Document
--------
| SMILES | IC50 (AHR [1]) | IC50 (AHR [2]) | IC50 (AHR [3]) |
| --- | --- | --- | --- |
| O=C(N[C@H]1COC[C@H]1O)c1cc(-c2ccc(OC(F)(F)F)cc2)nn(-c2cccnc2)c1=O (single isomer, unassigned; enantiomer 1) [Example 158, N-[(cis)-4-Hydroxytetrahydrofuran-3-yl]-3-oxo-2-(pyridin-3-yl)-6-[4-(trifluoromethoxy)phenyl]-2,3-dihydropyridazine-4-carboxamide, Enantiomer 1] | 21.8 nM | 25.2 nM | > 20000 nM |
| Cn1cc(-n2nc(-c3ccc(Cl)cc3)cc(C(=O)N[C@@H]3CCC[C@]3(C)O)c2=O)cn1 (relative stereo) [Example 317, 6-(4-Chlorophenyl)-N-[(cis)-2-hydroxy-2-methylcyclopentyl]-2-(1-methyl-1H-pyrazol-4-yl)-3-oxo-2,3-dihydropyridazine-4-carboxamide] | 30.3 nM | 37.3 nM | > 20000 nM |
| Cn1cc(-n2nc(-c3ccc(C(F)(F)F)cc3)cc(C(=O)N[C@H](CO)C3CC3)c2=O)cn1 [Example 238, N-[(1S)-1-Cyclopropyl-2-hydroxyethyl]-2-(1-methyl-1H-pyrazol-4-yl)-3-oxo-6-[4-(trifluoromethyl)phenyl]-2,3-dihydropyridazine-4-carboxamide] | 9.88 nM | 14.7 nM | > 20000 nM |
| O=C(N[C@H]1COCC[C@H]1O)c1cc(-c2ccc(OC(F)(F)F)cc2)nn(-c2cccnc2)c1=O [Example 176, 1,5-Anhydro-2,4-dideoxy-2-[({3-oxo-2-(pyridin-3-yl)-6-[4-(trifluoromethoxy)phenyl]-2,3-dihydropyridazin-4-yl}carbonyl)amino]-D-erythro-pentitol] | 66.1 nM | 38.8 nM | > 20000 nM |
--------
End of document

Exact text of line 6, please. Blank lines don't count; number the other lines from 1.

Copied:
| O=C(N[C@H]1COCC[C@H]1O)c1cc(-c2ccc(OC(F)(F)F)cc2)nn(-c2cccnc2)c1=O [Example 176, 1,5-Anhydro-2,4-dideoxy-2-[({3-oxo-2-(pyridin-3-yl)-6-[4-(trifluoromethoxy)phenyl]-2,3-dihydropyridazin-4-yl}carbonyl)amino]-D-erythro-pentitol] | 66.1 nM | 38.8 nM | > 20000 nM |